The Malta project was assigned to GPO’s Division of Typography and Design. Its Director, Frank H. Mortimer, was given complete responsibility for the design and execution of the Citation. Because of the need for secrecy, and because only one copy was required, Mortimer decided to do the job by hand rather than experiment with type faces. He chose to work with genuine sheepskin parchment, feeling that its qualities of endurance and its capacity to retain freshness of lettering in both black and colored inks made it the most logical choice. He used steel and crow quill pens, drawing letters in the gothic style he had selected. Two sketches were prepared and submitted to the President, who chose the simpler version. Once the design was approved, Mortimer set to work. He used red and black inks for the 1-page text, with initials illuminated in blue, red, and gold. Pure gold leaf was used in the surrounding border, along with two fine lines of blue and red on the outside. An ornamental design consisting of the shield of Malta with the flags of the United States and Great Britain, all superimposed upon an aerial contour map of the main island, was placed above the text.

 To house the Citation, GPO’s Carpenter and Paint Shop produced a specially constructed case of solid, highly polished walnut, lined with royal blue plush. It was designed so that the right half contained the text while the left served as a cover. A weight to hold the parchment flat when the case was closed was placed inside the left half. This was produced in the GPO Bindery and consisted of laminated wood covered with dark blue morocco leather trimmed with lines in gold leaf and faced with the shield of Malta. Public Printer Augustus E. Giegengack personally delivered the completed citation in its case to the White House at 2:45 p.m. on November 24, beating the deadline by 15 minutes. On December 18 he received a letter from the President containing this tribute: “I wish to congratulate you and your craftsmen on the splendid workmanship displayed on the scroll which was presented by me to the people of the Island of Malta. It was very beautifully done, and I am sure we can all be proud of this product of our Government Printing Office.”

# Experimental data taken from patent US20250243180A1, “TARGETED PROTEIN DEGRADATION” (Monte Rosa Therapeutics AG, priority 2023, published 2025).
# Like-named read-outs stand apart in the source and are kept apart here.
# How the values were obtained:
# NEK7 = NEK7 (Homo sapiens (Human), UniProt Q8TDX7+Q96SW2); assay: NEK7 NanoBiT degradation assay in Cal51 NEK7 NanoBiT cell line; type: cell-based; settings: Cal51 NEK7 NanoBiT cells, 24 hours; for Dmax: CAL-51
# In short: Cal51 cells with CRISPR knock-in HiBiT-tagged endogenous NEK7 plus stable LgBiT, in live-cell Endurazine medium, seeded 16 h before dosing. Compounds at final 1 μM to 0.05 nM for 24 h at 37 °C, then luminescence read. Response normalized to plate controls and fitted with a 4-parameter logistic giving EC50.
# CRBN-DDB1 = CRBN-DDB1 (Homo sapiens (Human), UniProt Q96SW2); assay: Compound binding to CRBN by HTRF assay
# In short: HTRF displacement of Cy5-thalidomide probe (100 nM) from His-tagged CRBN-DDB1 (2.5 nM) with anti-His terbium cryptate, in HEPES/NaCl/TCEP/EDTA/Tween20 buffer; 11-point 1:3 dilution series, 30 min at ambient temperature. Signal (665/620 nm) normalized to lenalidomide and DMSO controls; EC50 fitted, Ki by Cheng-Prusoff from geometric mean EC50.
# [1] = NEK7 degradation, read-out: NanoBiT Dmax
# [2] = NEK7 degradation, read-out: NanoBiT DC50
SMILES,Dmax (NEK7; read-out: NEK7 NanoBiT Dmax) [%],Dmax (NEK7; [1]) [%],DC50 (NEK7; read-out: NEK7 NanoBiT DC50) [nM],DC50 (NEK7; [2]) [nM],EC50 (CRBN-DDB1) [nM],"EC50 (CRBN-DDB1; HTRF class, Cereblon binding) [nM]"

And the postage stamp? In 1956, Malta issued a stamp (left) that reproduced the Citation’s text, documenting  its importance to the Maltese and serving as a reminder of the huge variety and high quality of work that GPO has produced for the last century and a half. Happy birthday, GPO!


A Comic Book History of Printing

September 13, 2010

 When I started doing this blog, I assumed that I’d be talking about the work of other people – that legion of writers and artists who have been cranking out Government publications since the dawn of the Republic. Now here I am, almost six months later, getting ready to write about a publication that I scripted myself – a comic book, no less!